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Thursday, January 10, 2013

Type 2 Diabetes - Breast Cancer and Diabetes


Catching Type 2 diabetes early is key to controlling the condition and preventing complications. Investigators at Women's College Hospital and Women's College Research Institute in Toronto, Canada, looked at Type 2 diabetes in women treated for breast cancer in order to discover whether they were at high risk for developing diabetes.
Their study, reported in the December 2012 issue of the journal Diabetologia, included:
  • a total of 24,976 breast cancer survivors aged 55 or over, and
  • 124,880 women without breast cancer.
Over a period of 5.8 years, 9.7 per cent developed Type 2 diabetes. After 10 years, patients treated for breast cancer had a 21 per cent higher risk of diabetes than women without breast cancer.
From this information, it was concluded women treated for breast cancer might need to be screened for diabetes as well.
Screening for Type 2 diabetes can consist of:
  • fasting blood sugar,
  • random blood sugar, or
  • HbA1c percentages.
Fasting blood sugar levels are drawn after an overnight fast...
  • 2 fasting blood sugar levels of 126 mg/dL (7 mmol/L) or higher define diabetes.
  • levels between 100 and 125 mg/dL (5.6 to 6.9 mmol/L) are considered prediabetic.
  • random blood sugar levels of 200 mg/dL (11 mmol/L) or over, suggest the possibility of diabetes.
Diabetes can be diagnosed by two separate HbA1c measurements of 6.5 percent or higher.
In April of 2010 the American Diabetes Association (ADA) recommended screening for Type 2 diabetes beginning between the ages of 30 and 45. A study published in the journal Lancet found screening every 3 to 5 years would reduce the number of heart attacks and death due to this form of diabetes by allowing for early treatment.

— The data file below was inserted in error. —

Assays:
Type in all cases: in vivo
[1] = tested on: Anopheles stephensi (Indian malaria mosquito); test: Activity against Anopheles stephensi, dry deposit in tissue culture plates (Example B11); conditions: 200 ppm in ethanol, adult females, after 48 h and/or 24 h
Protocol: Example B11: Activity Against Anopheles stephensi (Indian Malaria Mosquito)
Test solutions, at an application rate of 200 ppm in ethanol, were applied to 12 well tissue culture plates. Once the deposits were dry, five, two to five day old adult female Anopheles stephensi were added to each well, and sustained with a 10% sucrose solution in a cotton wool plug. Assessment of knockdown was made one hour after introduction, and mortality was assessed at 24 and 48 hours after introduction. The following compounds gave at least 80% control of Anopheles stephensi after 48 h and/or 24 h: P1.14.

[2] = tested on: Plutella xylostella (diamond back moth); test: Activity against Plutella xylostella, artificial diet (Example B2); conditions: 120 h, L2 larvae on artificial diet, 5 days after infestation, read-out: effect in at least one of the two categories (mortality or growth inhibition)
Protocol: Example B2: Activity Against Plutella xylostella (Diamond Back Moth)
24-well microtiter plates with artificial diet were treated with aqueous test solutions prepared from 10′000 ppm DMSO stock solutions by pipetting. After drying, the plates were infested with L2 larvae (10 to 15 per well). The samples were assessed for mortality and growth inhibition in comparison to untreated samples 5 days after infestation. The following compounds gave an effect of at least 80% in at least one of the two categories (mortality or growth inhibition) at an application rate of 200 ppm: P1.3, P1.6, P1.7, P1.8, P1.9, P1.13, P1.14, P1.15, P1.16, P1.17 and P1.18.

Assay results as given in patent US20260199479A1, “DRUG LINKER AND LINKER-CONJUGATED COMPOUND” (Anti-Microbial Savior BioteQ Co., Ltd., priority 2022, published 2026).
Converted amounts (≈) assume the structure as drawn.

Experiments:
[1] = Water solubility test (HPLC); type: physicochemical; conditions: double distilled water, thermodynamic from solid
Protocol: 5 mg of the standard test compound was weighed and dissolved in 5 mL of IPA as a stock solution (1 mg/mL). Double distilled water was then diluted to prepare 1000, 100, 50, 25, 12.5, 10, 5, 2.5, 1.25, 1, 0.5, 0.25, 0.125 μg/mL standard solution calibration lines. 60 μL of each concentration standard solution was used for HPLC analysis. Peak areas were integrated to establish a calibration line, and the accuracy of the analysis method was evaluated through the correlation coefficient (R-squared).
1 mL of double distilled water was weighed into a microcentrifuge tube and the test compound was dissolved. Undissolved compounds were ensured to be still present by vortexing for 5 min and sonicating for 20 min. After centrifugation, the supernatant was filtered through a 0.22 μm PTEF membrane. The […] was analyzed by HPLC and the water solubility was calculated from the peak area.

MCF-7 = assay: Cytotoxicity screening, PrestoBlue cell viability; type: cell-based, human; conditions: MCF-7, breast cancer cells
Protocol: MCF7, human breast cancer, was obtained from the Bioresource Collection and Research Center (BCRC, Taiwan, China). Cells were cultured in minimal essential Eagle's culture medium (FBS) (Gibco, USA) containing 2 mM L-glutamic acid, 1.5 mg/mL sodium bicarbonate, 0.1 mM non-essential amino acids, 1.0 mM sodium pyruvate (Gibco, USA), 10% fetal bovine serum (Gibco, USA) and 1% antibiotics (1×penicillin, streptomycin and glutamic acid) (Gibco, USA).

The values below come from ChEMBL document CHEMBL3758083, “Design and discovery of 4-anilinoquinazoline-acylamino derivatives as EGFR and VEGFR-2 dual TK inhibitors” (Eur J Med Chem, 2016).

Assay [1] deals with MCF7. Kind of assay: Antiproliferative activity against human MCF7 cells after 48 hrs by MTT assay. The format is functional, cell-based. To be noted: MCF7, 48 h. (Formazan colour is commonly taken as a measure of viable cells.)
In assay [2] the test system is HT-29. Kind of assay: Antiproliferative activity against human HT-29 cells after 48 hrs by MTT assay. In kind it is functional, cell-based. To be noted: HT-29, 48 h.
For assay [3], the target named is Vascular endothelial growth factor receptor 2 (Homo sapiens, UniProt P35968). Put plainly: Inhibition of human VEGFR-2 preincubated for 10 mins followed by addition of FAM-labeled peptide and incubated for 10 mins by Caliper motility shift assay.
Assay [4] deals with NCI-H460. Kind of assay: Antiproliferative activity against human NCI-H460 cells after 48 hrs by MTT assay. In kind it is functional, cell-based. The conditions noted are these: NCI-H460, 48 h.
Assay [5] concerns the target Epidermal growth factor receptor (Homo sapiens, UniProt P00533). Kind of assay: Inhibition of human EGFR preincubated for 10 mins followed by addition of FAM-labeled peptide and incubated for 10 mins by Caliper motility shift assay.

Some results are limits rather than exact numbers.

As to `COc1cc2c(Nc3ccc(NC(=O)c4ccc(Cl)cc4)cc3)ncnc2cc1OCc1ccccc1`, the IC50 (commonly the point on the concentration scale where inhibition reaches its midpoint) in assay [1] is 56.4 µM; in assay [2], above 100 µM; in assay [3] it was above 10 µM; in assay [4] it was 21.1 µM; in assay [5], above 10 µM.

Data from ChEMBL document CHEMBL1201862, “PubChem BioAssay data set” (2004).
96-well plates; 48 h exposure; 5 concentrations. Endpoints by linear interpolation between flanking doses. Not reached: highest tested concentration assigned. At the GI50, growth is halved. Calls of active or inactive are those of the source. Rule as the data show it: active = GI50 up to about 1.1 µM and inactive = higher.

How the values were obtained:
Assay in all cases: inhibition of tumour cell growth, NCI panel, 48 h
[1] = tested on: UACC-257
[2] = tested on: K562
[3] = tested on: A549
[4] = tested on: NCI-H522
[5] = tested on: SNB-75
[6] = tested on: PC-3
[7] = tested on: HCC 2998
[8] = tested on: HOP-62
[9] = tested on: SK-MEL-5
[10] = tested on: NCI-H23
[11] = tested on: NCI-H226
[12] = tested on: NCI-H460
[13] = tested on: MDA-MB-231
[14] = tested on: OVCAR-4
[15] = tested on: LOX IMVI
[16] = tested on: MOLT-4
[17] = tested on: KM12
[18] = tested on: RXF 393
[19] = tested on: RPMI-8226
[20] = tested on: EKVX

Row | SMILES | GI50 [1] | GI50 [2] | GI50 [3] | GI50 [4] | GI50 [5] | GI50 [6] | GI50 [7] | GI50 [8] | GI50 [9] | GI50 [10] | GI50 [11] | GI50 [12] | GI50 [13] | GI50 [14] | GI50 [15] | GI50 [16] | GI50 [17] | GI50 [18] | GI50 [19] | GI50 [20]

In 2002 the ADA recommended screening for Type 2 diabetes in children and adolescents at risk for the condition. Children with a body mass index at the 85th per centile for age or weight of 120 per cent of ideal for height with any two of a number of other risk factors, should be screened. Other risk factors include:
  • family members with Type 2 diabetes,
  • being American Indian, African-American, Hispanic, or an Asian/South Pacific Islander, or
  • having acanthosis nigricans,
  • high blood pressure,
  • unusual blood fats, or
  • polycystic ovaries.
The ADA also recommends screening in individuals with:
  • high cholesterol,
  • a history of having delivered of a baby more than 9 pounds,
  • a history of gestational diabetes, or a
  • sedentary lifestyle.
Screening for diabetes can be life saving if it prevents serious complications such as heart and blood vessel disease.
If you or a family member has survived breast cancer or has any of the other risk factors listed, discuss screening for Type 2 diabetes with your doctor.
Type 2 diabetes is no longer a condition you must just live with. It need not slowly and inevitably get worse. You can take control of the disease... and take back your health.
For nearly 25 years Beverleigh Piepers has searched for and found a number of secrets to help you build a healthy body.
The answer isn't in the endless volumes of available information but in yourself.
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